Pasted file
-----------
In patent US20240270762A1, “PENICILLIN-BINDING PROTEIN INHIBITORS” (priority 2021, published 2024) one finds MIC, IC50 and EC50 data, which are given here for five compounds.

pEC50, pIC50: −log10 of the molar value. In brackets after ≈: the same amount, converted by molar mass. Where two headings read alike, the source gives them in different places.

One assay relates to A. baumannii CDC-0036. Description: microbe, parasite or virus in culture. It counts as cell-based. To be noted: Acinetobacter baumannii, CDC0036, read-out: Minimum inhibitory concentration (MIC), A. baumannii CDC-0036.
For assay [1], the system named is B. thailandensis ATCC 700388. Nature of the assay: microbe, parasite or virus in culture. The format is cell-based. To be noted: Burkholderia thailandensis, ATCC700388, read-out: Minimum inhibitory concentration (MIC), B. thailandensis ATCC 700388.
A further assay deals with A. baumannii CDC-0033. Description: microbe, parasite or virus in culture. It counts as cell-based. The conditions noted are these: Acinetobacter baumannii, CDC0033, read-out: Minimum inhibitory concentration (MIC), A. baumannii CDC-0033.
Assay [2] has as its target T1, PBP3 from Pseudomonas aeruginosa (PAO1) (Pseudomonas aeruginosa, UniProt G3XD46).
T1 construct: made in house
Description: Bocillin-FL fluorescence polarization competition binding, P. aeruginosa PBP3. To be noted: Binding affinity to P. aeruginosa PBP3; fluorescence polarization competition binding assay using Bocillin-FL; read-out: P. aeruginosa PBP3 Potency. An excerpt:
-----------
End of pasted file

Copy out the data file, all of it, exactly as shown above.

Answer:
In patent US20240270762A1, “PENICILLIN-BINDING PROTEIN INHIBITORS” (priority 2021, published 2024) one finds MIC, IC50 and EC50 data, which are given here for five compounds.

pEC50, pIC50: −log10 of the molar value. In brackets after ≈: the same amount, converted by molar mass. Where two headings read alike, the source gives them in different places.

One assay relates to A. baumannii CDC-0036. Description: microbe, parasite or virus in culture. It counts as cell-based. To be noted: Acinetobacter baumannii, CDC0036, read-out: Minimum inhibitory concentration (MIC), A. baumannii CDC-0036.
For assay [1], the system named is B. thailandensis ATCC 700388. Nature of the assay: microbe, parasite or virus in culture. The format is cell-based. To be noted: Burkholderia thailandensis, ATCC700388, read-out: Minimum inhibitory concentration (MIC), B. thailandensis ATCC 700388.
A further assay deals with A. baumannii CDC-0033. Description: microbe, parasite or virus in culture. It counts as cell-based. The conditions noted are these: Acinetobacter baumannii, CDC0033, read-out: Minimum inhibitory concentration (MIC), A. baumannii CDC-0033.
Assay [2] has as its target T1, PBP3 from Pseudomonas aeruginosa (PAO1) (Pseudomonas aeruginosa, UniProt G3XD46).
T1 construct: made in house
Description: Bocillin-FL fluorescence polarization competition binding, P. aeruginosa PBP3. To be noted: Binding affinity to P. aeruginosa PBP3; fluorescence polarization competition binding assay using Bocillin-FL; read-out: P. aeruginosa PBP3 Potency. An excerpt: